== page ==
With an average FICO credit score of 715, Michigan’s credit worthiness ranked better than the national average of 711.

FICO is a rating of an individual’s ability to borrow and is created by the Fair Isaac Corporation. Experian, another large credit rating agency, collected the average score data in October of 2020.

Credit scores generally improved during the pandemic. Consumers reduced credit utilization and a drop in late payments followed.

About The Author

Pat McManamon

Pat McManamon has been a journalist for more than 25 years. His experience has mainly been in sports, but the world of athletics requires knowledge of business and economics. He also can balance a checkbook and keep track of investments with Quicken quite adeptly. McManamon’s experience includes covering the NFL for ESPN, LeBron James for the Akron Beacon Journal and AOL Fanhouse, and the Florida Gators and Miami Hurricanes for the Palm Beach Post.


  1. Ehrlich, G. (2020, November 20). RSQUE Michigan forecast highlights. Retrieved from https://lsa.umich.edu/content/dam/econ-assets/Econdocs/RSQE%20PDFs/MI_Exec_Sum_Nov_20.pdf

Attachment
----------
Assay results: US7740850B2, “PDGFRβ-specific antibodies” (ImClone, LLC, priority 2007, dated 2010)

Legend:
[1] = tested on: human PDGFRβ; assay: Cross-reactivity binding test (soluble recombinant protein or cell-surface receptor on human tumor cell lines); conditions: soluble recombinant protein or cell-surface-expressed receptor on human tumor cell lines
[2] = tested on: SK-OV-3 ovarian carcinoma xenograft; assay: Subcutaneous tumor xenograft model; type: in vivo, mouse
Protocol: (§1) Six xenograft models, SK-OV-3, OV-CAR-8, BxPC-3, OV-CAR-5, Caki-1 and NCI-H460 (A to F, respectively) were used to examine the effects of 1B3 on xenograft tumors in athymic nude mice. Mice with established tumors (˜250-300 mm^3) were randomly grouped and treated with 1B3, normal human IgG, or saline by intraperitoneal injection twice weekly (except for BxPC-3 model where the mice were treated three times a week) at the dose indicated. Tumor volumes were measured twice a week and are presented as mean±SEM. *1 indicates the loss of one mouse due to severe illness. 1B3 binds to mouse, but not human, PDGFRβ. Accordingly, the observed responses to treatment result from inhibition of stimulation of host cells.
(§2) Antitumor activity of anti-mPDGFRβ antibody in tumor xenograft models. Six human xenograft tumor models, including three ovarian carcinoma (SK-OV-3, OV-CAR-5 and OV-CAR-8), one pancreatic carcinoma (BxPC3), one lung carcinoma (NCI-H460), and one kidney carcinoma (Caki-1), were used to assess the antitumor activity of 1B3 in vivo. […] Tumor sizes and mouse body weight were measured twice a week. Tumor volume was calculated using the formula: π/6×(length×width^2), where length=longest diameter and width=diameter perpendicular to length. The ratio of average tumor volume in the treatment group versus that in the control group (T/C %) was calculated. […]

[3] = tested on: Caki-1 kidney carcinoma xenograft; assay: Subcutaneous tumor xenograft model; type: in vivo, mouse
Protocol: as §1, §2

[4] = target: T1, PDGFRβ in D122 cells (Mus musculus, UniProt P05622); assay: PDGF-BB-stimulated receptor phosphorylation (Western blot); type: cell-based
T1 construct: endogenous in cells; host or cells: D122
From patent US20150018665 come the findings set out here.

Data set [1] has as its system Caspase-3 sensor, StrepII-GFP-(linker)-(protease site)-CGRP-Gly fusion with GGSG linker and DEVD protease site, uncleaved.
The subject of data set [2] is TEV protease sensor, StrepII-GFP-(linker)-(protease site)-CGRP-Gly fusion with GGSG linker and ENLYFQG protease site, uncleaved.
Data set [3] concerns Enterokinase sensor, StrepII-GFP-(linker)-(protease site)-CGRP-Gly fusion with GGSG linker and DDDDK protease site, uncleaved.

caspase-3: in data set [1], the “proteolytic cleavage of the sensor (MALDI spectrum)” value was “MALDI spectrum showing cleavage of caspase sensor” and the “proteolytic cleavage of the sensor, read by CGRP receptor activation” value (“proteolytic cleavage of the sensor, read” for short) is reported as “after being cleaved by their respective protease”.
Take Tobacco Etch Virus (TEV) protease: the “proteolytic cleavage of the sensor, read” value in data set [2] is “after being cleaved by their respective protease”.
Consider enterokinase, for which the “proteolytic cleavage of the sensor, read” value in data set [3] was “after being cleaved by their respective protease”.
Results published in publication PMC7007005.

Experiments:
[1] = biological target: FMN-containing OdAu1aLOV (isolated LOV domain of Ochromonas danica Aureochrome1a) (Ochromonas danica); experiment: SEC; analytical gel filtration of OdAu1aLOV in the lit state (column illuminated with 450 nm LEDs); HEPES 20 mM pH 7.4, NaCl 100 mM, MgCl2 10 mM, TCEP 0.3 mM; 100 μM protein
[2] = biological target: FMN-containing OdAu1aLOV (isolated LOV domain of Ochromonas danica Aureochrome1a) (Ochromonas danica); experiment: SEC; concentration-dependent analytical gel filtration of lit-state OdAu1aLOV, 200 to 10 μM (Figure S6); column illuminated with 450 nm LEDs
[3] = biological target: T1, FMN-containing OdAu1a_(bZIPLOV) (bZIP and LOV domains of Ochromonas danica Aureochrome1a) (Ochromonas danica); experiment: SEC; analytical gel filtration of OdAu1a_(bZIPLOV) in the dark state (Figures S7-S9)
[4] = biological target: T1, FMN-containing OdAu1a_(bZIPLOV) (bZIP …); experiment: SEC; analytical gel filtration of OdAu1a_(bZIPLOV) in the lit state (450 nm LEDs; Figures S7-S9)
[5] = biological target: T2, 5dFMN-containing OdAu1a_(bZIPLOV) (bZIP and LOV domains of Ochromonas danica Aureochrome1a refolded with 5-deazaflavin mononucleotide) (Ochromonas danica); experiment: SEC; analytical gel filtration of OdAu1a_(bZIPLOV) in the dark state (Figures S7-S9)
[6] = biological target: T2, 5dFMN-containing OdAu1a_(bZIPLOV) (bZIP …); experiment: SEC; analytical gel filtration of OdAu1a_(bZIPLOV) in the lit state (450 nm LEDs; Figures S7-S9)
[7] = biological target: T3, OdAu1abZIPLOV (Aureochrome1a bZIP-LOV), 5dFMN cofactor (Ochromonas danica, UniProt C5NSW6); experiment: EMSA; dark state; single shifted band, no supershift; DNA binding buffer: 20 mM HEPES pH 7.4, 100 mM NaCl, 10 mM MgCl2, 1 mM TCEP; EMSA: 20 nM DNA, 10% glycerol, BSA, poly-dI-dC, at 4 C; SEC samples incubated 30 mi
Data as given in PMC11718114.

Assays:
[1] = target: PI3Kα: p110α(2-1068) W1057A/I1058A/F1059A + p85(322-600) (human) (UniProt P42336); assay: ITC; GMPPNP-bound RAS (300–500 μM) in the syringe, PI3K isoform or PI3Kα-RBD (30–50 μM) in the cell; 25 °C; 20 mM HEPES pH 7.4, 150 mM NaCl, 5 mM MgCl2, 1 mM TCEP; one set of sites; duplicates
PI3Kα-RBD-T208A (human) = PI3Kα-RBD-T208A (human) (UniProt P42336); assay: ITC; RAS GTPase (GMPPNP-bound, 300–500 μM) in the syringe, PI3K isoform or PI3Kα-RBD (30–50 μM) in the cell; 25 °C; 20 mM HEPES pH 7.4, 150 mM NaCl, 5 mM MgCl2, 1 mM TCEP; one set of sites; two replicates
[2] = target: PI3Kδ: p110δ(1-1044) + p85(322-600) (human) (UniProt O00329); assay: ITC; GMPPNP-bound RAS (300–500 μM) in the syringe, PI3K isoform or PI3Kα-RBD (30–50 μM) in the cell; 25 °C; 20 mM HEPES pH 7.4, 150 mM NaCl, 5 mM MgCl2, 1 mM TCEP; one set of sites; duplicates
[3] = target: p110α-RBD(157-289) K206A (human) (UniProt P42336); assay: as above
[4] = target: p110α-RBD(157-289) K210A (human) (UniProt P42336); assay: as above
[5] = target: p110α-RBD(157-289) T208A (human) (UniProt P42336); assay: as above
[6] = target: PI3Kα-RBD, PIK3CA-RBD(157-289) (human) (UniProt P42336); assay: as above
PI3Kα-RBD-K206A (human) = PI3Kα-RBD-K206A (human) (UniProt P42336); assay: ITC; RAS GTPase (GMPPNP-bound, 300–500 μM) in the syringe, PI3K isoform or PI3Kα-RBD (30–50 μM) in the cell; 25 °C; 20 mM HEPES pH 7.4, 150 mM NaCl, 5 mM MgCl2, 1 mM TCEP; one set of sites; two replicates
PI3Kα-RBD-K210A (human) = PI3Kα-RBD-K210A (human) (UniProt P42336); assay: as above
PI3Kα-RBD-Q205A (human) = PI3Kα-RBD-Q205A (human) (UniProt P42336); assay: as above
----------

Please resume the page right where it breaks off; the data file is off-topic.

2. Tompor, S. (2020, November 23). Michigan’s economic recovery in 2021 will leave some people behind, U-M economists say. Retrieved from https://www.petoskeynews.com/news/business/michigans-economic-recovery-in-2021-will-leave-some-people-behind-u-m-economists-say/article_b33dab54-2781-5fd7-a83d-49fc5feab736.html
  3. Bureau of Labor Statistics (2020). Michigan Economy at a Glance. Retrived from https://www.bls.gov/eag/eag.mi.htm
  4. Keenan, T. (2020, November 6). Special Report: 2021 Michigan Economic Forecast – Pandemic Pitfalls. Retrieved from https://www.dbusiness.com/business-commentary/special-report-2021-michigan-economic-forecast-pandemic-pitfalls/